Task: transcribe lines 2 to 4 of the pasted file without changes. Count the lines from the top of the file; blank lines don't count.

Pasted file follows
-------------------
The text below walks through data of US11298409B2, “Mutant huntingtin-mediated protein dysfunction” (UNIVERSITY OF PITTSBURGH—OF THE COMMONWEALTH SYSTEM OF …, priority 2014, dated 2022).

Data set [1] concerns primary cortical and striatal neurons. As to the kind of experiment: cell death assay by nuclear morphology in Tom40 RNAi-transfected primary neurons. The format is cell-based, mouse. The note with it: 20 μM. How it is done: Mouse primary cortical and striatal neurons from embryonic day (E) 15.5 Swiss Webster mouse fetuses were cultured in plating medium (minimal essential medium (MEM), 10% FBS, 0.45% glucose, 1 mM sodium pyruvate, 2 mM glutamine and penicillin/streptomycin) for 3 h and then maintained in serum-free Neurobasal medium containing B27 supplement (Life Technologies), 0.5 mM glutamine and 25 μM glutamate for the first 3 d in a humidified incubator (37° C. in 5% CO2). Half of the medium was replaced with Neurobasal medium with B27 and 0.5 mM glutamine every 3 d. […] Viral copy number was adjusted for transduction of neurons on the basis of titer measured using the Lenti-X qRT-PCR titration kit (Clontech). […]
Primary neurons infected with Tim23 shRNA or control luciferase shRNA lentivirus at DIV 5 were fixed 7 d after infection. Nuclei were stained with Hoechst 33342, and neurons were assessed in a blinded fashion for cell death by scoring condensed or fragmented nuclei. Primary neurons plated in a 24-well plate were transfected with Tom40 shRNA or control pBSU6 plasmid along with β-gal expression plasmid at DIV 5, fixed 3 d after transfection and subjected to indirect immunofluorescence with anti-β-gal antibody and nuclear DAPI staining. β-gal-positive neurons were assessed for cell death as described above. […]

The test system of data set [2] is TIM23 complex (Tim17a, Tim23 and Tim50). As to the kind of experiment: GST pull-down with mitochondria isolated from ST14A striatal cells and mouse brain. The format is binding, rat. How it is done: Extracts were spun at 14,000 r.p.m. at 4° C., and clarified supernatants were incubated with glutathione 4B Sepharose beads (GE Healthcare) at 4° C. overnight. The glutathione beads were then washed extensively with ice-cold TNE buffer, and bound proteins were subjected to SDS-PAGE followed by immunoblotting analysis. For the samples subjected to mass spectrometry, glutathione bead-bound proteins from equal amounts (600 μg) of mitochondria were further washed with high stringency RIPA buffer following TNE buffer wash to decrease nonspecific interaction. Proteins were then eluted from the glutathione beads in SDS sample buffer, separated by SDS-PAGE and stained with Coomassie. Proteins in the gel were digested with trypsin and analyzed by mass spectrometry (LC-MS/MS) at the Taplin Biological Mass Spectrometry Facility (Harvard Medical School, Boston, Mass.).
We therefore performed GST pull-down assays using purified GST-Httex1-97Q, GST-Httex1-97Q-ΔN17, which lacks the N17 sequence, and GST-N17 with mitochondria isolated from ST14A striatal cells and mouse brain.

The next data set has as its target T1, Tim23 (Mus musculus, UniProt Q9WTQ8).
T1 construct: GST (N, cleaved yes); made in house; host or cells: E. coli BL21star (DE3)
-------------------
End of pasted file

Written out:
Data set [1] concerns primary cortical and striatal neurons. As to the kind of experiment: cell death assay by nuclear morphology in Tom40 RNAi-transfected primary neurons. The format is cell-based, mouse. The note with it: 20 μM. How it is done: Mouse primary cortical and striatal neurons from embryonic day (E) 15.5 Swiss Webster mouse fetuses were cultured in plating medium (minimal essential medium (MEM), 10% FBS, 0.45% glucose, 1 mM sodium pyruvate, 2 mM glutamine and penicillin/streptomycin) for 3 h and then maintained in serum-free Neurobasal medium containing B27 supplement (Life Technologies), 0.5 mM glutamine and 25 μM glutamate for the first 3 d in a humidified incubator (37° C. in 5% CO2). Half of the medium was replaced with Neurobasal medium with B27 and 0.5 mM glutamine every 3 d. […] Viral copy number was adjusted for transduction of neurons on the basis of titer measured using the Lenti-X qRT-PCR titration kit (Clontech). […]
Primary neurons infected with Tim23 shRNA or control luciferase shRNA lentivirus at DIV 5 were fixed 7 d after infection. Nuclei were stained with Hoechst 33342, and neurons were assessed in a blinded fashion for cell death by scoring condensed or fragmented nuclei. Primary neurons plated in a 24-well plate were transfected with Tom40 shRNA or control pBSU6 plasmid along with β-gal expression plasmid at DIV 5, fixed 3 d after transfection and subjected to indirect immunofluorescence with anti-β-gal antibody and nuclear DAPI staining. β-gal-positive neurons were assessed for cell death as described above. […]

The test system of data set [2] is TIM23 complex (Tim17a, Tim23 and Tim50). As to the kind of experiment: GST pull-down with mitochondria isolated from ST14A striatal cells and mouse brain. The format is binding, rat. How it is done: Extracts were spun at 14,000 r.p.m. at 4° C., and clarified supernatants were incubated with glutathione 4B Sepharose beads (GE Healthcare) at 4° C. overnight. The glutathione beads were then washed extensively with ice-cold TNE buffer, and bound proteins were subjected to SDS-PAGE followed by immunoblotting analysis. For the samples subjected to mass spectrometry, glutathione bead-bound proteins from equal amounts (600 μg) of mitochondria were further washed with high stringency RIPA buffer following TNE buffer wash to decrease nonspecific interaction. Proteins were then eluted from the glutathione beads in SDS sample buffer, separated by SDS-PAGE and stained with Coomassie. Proteins in the gel were digested with trypsin and analyzed by mass spectrometry (LC-MS/MS) at the Taplin Biological Mass Spectrometry Facility (Harvard Medical School, Boston, Mass.).